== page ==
A juvenile veiled chameleon about 7 inches long was shown on Thursday, in Hamakuapoko, Maui. Six illegal veiled chameleons were found on Maui, raising concern over a burgeoning underground pet trade for the illegal reptile, which officials say poses a threat to native birds and insects.

Illegal lizard’s capture
spawns search on Maui

6 veiled chameleons have officials
worried about a possible environmental threat

By Matt Sedensky
Associated Press

The capture of six illegal veiled chameleons in upcountry Maui this week has prompted a more intensive search for the reptile that could go on throughout the island for months.

Officials are concerned there is a burgeoning underground pet trade for the chameleons, which grow up to 2 feet long and are considered an invasive species that threatens native birds and insects.

At least 10 of the reptiles have been found on Maui this year. But the specimens located this week in the Makawao area were the first captured alive in the wild and may represent as many as three generations of the lizard, officials said.

The chameleons have no natural predators in Hawaii, officials said. They do not pose a serious direct threat to people. But officials say the reptiles eat insects and might harm endangered birds and their eggs.

"It's a real problem right now," said Lisa Yasunaga, the land vertebrate specialist for the state Department of Agriculture, which got involved in the search after two adult female chameleons -- one of them pregnant -- were found on Tuesday.

"It's scary just to know what kind of impact they're going to have on the environment," she said.

"The disturbing aspect of these captures is that we believe that this is a result of intentional releases of illegal animals into the wild with the purpose of establishing a population," said Neil Reimer, the state's Plant Quarantine Branch manager.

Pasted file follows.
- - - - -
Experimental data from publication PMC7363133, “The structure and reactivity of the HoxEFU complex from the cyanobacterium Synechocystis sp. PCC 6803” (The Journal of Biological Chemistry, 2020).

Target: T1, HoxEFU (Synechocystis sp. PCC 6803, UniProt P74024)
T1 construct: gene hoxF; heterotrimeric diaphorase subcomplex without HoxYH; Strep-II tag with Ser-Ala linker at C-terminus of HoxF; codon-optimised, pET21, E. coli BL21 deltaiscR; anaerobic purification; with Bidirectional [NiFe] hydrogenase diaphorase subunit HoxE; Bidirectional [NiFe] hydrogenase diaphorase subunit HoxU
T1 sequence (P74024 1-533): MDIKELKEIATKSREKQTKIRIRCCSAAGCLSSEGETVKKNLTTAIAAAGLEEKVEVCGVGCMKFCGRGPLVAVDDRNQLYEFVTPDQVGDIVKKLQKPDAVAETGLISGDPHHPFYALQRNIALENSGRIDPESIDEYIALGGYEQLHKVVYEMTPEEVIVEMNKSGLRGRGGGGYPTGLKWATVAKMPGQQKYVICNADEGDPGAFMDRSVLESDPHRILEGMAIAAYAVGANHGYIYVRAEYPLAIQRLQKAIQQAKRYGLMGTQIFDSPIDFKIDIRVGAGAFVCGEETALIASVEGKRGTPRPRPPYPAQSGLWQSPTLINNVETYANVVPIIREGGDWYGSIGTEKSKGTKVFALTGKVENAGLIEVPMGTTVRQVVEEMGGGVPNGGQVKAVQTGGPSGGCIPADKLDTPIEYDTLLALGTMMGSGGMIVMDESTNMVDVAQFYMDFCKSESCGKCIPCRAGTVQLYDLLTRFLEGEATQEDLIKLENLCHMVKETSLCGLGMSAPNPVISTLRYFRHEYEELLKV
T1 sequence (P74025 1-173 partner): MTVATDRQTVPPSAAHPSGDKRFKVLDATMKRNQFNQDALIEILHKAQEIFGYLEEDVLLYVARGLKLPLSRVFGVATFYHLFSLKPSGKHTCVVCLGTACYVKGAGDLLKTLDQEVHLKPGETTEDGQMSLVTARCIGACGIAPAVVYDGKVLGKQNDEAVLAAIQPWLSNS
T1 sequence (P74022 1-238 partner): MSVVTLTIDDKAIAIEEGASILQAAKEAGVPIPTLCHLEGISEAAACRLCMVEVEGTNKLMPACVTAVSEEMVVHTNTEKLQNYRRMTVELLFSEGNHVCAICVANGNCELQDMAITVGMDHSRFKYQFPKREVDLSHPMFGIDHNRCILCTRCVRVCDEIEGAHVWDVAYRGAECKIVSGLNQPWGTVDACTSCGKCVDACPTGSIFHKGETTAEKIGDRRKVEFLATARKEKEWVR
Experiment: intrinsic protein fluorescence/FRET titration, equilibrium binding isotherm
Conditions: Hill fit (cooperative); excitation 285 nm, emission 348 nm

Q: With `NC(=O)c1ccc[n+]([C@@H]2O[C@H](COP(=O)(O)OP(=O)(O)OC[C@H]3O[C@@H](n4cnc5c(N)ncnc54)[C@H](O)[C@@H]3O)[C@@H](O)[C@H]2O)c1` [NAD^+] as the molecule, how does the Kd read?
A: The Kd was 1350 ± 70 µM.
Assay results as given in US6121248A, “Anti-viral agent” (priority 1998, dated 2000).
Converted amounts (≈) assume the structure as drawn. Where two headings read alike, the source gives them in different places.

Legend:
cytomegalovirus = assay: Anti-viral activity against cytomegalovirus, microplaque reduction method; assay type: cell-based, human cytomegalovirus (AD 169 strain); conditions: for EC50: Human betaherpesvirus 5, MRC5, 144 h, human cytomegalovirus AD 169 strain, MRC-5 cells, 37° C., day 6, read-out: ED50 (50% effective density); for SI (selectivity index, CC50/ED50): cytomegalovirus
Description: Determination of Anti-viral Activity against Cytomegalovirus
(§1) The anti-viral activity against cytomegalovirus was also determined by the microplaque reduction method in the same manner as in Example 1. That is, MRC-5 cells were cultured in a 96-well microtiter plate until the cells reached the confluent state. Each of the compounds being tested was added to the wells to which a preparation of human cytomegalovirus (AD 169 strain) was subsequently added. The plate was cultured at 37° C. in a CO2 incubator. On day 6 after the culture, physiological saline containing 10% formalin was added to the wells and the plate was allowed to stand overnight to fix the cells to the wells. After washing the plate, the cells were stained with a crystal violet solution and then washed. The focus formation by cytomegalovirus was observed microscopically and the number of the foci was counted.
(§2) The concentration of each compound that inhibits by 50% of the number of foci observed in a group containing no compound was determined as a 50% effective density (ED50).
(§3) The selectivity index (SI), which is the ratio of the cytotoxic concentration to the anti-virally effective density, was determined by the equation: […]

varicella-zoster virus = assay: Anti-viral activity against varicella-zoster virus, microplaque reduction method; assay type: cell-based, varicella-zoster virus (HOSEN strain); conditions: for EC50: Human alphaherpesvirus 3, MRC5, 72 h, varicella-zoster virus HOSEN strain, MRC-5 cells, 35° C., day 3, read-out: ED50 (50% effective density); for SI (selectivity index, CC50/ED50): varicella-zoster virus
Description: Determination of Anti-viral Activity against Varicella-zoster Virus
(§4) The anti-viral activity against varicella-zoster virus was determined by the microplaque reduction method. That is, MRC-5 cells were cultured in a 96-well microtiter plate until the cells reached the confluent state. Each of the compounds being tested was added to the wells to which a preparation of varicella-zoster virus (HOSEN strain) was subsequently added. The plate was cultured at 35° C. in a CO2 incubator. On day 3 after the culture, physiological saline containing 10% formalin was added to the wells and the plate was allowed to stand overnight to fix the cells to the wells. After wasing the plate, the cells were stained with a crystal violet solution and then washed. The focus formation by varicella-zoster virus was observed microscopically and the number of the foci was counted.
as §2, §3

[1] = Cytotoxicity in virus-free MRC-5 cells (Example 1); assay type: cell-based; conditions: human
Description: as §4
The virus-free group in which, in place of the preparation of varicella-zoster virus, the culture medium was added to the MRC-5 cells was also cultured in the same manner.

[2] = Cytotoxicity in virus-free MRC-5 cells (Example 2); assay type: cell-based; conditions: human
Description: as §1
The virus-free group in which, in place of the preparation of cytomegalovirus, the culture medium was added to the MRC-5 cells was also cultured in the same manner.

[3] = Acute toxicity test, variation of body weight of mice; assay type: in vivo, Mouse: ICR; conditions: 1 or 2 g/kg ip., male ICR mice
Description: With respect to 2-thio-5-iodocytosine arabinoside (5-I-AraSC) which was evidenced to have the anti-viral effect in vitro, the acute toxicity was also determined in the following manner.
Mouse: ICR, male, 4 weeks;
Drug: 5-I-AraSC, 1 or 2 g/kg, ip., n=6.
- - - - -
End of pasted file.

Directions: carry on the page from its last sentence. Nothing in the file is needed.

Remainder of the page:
Dr. Fern Duvall, a wildlife biologist for the state Department of Land and Natural Resources, said the chameleons lay as many as 70 eggs at a time, which have a 70- to 200-day incubation period. That raises the possibility that there are an unidentified number of lizards waiting to hatch.

The chameleons captured this week include an adult male, a juvenile male, two adult females and two juvenile females.

The search for them was set off when a dead chameleon was found about three weeks ago in the compost pile of a Maui home. It was not far from a home where a pair of live veiled chameleons was found in March. A couple of weeks before that, another dead chameleon was found in a remote area of West Maui.

"There's pretty clear evidence that we have a breeding population out there," said Duvall.

Agriculture officials have not yet decided what they will do with the chameleons, but one of two solutions is likely. They may be taken to the Bishop Museum for preservation or brought to a zoo -- possibly the Honolulu Zoo -- for display. An agreement would allow the zoo to house the illegal animals for educational purposes.

Veiled chameleons are native to Yemen and Saudi Arabia. The lizard's colors run the spectrum but it has distinctive stripes and a bony, shark fin-like shield on its head.

Officials are not sure how the chameleons wound up on a Pacific island far from their Near East home. But they are popular pets in the United States.

Possession of illegal animals in Hawaii is punishable by up to $200,000 in fines and three years in jail.

But the state encourages individuals with illegal pets to turn in the animals under the Department of Agriculture's amnesty program, which provides immunity from prosecution.

State Department of Agriculture

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